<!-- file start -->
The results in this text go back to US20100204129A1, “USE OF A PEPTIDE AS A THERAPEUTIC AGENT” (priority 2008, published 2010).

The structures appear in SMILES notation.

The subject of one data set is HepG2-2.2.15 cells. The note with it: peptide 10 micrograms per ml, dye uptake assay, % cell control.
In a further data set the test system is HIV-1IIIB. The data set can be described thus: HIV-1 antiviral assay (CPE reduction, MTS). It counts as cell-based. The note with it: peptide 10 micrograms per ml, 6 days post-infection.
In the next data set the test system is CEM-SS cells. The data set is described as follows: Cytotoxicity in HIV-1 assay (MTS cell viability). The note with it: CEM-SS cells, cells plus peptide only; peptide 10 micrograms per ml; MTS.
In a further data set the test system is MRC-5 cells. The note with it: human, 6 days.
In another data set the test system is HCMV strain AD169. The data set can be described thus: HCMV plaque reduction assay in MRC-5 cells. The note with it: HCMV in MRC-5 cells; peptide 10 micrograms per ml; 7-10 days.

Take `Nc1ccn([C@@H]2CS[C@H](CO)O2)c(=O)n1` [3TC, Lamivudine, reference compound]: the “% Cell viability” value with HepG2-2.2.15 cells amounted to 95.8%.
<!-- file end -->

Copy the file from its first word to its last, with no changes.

The results in this text go back to US20100204129A1, “USE OF A PEPTIDE AS A THERAPEUTIC AGENT” (priority 2008, published 2010).

The structures appear in SMILES notation.

The subject of one data set is HepG2-2.2.15 cells. The note with it: peptide 10 micrograms per ml, dye uptake assay, % cell control.
In a further data set the test system is HIV-1IIIB. The data set can be described thus: HIV-1 antiviral assay (CPE reduction, MTS). It counts as cell-based. The note with it: peptide 10 micrograms per ml, 6 days post-infection.
In the next data set the test system is CEM-SS cells. The data set is described as follows: Cytotoxicity in HIV-1 assay (MTS cell viability). The note with it: CEM-SS cells, cells plus peptide only; peptide 10 micrograms per ml; MTS.
In a further data set the test system is MRC-5 cells. The note with it: human, 6 days.
In another data set the test system is HCMV strain AD169. The data set can be described thus: HCMV plaque reduction assay in MRC-5 cells. The note with it: HCMV in MRC-5 cells; peptide 10 micrograms per ml; 7-10 days.

Take `Nc1ccn([C@@H]2CS[C@H](CO)O2)c(=O)n1` [3TC, Lamivudine, reference compound]: the “% Cell viability” value with HepG2-2.2.15 cells amounted to 95.8%.